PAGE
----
You know what? I think I just got nerd-sniped.
Time for a bullet list, I guess:
- Apparently ice cream headaches/brain freeze are also known as trigeminal headaches and I really only wanted to mention this because I have dentures, therefore there is a thick layer of plastic between any cold thing in my mouth and the nerves in the mouth that stimulate these headaches, so I don’t get them, nyah.
- I can’t chew gum anymore; there had to be some kind of trade-off.
- As a subplot, Captain Singh gets badly injured (and may never walk again).
- Upshot is that we get to finally meet Captain Singh’s fiancé, who reveals that Singh “speaks very highly of Barry”, coming as a shock to Barry.
- I wonder how many cops at that police station have semi-adopted Barry. He’s a cop’s kid who sorta joined up, even if he’s kind of a nerdy science kid, is late and awkward, and gets on their nerves…he’s still theirs, if that makes sense.
- I wish we knew more about the greater police family at CCPD is my point, I guess. Seems like it should be there.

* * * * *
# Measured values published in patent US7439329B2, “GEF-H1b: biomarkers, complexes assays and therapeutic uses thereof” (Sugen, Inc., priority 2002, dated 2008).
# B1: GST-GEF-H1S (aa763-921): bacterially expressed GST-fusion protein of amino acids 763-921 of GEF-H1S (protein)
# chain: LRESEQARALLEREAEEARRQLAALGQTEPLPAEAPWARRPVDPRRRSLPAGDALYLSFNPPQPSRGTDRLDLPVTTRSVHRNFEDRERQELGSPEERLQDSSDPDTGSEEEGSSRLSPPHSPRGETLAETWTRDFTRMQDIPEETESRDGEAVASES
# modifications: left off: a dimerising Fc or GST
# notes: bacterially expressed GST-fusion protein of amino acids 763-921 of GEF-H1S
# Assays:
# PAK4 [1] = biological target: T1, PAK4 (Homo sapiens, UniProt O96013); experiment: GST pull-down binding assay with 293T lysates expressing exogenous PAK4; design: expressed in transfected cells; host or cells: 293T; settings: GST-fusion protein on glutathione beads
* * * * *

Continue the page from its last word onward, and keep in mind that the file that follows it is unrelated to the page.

- I wrote “god my hand smells like onions” while I was taking notes which has nothing to do with the show, I just had to chop onions at work today and sometimes touch my face when I’m thinking about what to type.
- They still smell like onions, btw.
- With a tsunami coming, the waterline should have receded way back from the shore.and don’t you ~Silver Age~ me, Kevin.
- Weather Wizard is such a great, dumb villain name.
- Whenever Wells takes his glasses off, he’s about to break the Wells character. It’s his tell.
- While speeding off to the coroner’s close to the beginning of the episode, Barry appears to pass himself. Wells brushes it off as a mirage, but promises they’ll look into it later.
The thing about this episode, though, is when it ends, it seems as though we are almost back to the beginning – right before Barry gets to the coroner’s office – and they discover that Mardon is after Joe. It seems like Barry was running so fast to put up some kind of vortex barrier (lol wut) between the town and the oncoming death that he ran back in time.
In other words, To Be Continued…
Kevin O’Shea is a writer–
No, sorry, couldn’t resist. But that would have been a pretty good place to leave my half of the review, huh?
Let’s talk about time travel.
There are, as Cisco mentioned already, different theories of time travel. Predestination Paradox. Changing the future. Multiverse Theory.
The Flash, as a series, can’t seem to figure out where it stands on time travel, but it tends towards changing the past can affect the future…except in the places where it doesn’t. Though, to be fair, those ones are weird and unexplained because fuck it the writers are moving on.